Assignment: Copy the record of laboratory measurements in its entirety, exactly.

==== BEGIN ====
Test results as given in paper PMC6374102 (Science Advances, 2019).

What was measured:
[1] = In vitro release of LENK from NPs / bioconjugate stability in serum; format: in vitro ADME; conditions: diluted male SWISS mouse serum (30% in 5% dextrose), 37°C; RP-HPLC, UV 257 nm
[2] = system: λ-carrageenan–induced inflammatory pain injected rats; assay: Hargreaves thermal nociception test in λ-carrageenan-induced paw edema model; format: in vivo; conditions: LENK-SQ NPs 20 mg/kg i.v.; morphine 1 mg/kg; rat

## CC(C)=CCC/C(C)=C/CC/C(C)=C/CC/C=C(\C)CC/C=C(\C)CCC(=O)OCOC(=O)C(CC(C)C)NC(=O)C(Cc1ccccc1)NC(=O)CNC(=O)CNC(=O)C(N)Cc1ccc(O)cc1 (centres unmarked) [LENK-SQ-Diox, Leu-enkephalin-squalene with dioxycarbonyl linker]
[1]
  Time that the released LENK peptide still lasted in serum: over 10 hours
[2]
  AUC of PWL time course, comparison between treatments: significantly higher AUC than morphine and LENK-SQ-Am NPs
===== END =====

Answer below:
Test results as given in paper PMC6374102 (Science Advances, 2019).

What was measured:
[1] = In vitro release of LENK from NPs / bioconjugate stability in serum; format: in vitro ADME; conditions: diluted male SWISS mouse serum (30% in 5% dextrose), 37°C; RP-HPLC, UV 257 nm
[2] = system: λ-carrageenan–induced inflammatory pain injected rats; assay: Hargreaves thermal nociception test in λ-carrageenan-induced paw edema model; format: in vivo; conditions: LENK-SQ NPs 20 mg/kg i.v.; morphine 1 mg/kg; rat

## CC(C)=CCC/C(C)=C/CC/C(C)=C/CC/C=C(\C)CC/C=C(\C)CCC(=O)OCOC(=O)C(CC(C)C)NC(=O)C(Cc1ccccc1)NC(=O)CNC(=O)CNC(=O)C(N)Cc1ccc(O)cc1 (centres unmarked) [LENK-SQ-Diox, Leu-enkephalin-squalene with dioxycarbonyl linker]
[1]
  Time that the released LENK peptide still lasted in serum: over 10 hours
[2]
  AUC of PWL time course, comparison between treatments: significantly higher AUC than morphine and LENK-SQ-Am NPs